by Martin Dixon (@BunnySuicida)
Monday Night Raw February 28th 1994
Welcome everyone to MONDAY NIGHT RAW! I can’t believe it’s taken me this long to start with that line, but no matter it’s done now and apologies but you’ll have to make your own siren noises for the full effect. I’m travelling back in time to 1994 for some more retro WWF action so join me a while as I break down Raw.
First of all, I would be remiss not to mention that this YouTube video of the show I watched hilariously had had all mention of WWF censored in line with current dogma. Which raised chuckles from me throughout.
Vince McMahon is joined by Harvey Wippleman at the commentary desk and the show is wasting no time as we’re launched straight into Macho Man Randy Savage challenges Yokozuna for the WWF championship. Vince again calls Savage “hall of fame bound” as he enters the ring. The match starts super quickly as Savage jumps Yoko as he attempts to take off his robe, but is quickly taken down with a clothesline and elbow drop from Yoko. Savage quickly retaliates though with a series of clotheslines taking the massive Yoko (billed here at 560 pounds) down and getting a very close two count as the crowd goes nuts. Unsurprisingly the match slows to an almost glacial pace when Yoko begins to work over Macho as USA chants rain down. Savage does get a comeback after Zuna misses a big splash, eventually hitting a high knee that sends Yoko spilling out to ringside.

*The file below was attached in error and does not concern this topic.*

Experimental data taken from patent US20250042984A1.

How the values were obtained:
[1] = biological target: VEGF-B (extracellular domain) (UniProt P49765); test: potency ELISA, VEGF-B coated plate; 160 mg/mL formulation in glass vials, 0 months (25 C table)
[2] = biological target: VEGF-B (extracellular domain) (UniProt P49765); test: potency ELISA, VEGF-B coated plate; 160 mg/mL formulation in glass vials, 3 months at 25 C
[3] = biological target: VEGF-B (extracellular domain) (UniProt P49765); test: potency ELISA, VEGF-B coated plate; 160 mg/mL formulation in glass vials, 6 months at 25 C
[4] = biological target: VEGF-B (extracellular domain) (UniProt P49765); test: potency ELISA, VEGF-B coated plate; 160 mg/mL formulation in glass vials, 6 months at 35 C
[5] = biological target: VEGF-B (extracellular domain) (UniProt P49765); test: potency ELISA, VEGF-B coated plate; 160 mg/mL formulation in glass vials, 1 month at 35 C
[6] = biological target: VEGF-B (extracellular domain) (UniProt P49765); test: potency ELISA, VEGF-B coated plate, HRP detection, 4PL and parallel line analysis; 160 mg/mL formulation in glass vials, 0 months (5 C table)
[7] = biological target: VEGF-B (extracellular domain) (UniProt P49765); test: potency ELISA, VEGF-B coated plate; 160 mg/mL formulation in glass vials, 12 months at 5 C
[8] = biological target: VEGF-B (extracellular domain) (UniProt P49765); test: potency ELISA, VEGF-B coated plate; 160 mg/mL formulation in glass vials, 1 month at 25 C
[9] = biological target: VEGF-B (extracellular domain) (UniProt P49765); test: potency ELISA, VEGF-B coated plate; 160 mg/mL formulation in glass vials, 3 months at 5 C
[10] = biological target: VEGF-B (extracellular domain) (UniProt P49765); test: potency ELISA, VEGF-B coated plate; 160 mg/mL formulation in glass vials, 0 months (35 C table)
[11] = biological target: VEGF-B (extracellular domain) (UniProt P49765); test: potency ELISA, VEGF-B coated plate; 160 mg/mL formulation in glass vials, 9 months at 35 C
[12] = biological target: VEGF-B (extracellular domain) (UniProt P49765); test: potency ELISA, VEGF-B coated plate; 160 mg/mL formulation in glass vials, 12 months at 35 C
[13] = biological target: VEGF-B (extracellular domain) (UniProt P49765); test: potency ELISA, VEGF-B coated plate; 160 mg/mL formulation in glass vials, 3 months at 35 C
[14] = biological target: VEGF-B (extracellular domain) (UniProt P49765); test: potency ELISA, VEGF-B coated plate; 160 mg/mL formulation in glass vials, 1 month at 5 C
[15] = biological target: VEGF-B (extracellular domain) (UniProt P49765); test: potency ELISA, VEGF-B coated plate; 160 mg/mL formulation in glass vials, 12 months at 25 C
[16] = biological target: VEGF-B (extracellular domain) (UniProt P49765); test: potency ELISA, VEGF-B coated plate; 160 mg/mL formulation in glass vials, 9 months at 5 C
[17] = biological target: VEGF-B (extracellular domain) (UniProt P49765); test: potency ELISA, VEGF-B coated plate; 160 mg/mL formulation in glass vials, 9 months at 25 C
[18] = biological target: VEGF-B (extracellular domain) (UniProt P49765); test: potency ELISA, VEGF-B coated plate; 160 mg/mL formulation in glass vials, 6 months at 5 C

Jim Cornette had been conspicuous in his absence at the start of the match but he soon runs down to ringside as Savage punches Mr Fuji, who had climbed on the ring apron for no real reason other to get hit, before Macho climbs the ropes to leap onto Yoko with a double axe handle to the floor. Savage desperately tries to lift Yoko back into the ring before he gets counted out in a fun section as Macho keeps rolling in and out of the ring to break the ref’s 10 count and gets increasingly frustrated as Yoko’s girth proves too much. Cornette makes his presence felt by getting in Macho’s face, distracting him just long enough for Yoko to club Macho from behind and ram his face into the steps.
Back in the ring the two begin a slugfest, hammering each other until Savage gets the better of Zuna, hitting a top rope axe handle to the back of Yoko’s head which was brave of them both as that could’ve gone very wrong, followed by a crossbody from the opposite turnbuckle for an exceptionally close near fall. Yoko manages to squash Savage with a running avalanche and positrons a limp Randy in the centre of the ring in order to deliver a legdrop which he misses.
Cornette again interjects, distracting the referee long enough for Fuji to pass Yoko the salt bucket they carry for Zuna to blast Savage. Macho reverses it though and hits Zuna with the bucket instead but this only gets a two count. Savage gets his chance to punch Cornette off of the apron as he climbs the ropes & hits the always beautiful Top Rope Elbow but as he covers Yoko, Crush runs in and attacks Randy, meaning although Randy wins by disqualification, Yokozuna still keeps hold of the belt & WrestleMania’s card is safe.
As Crush beats down Savage, Bret Hart runs down to help Macho, but a recovered Yoko soon beats him down, leading to Lex Luger entering the fray, punching Yoko out of the ring and joining Bret to deliver a double clothesline to Crush, sending him packing too.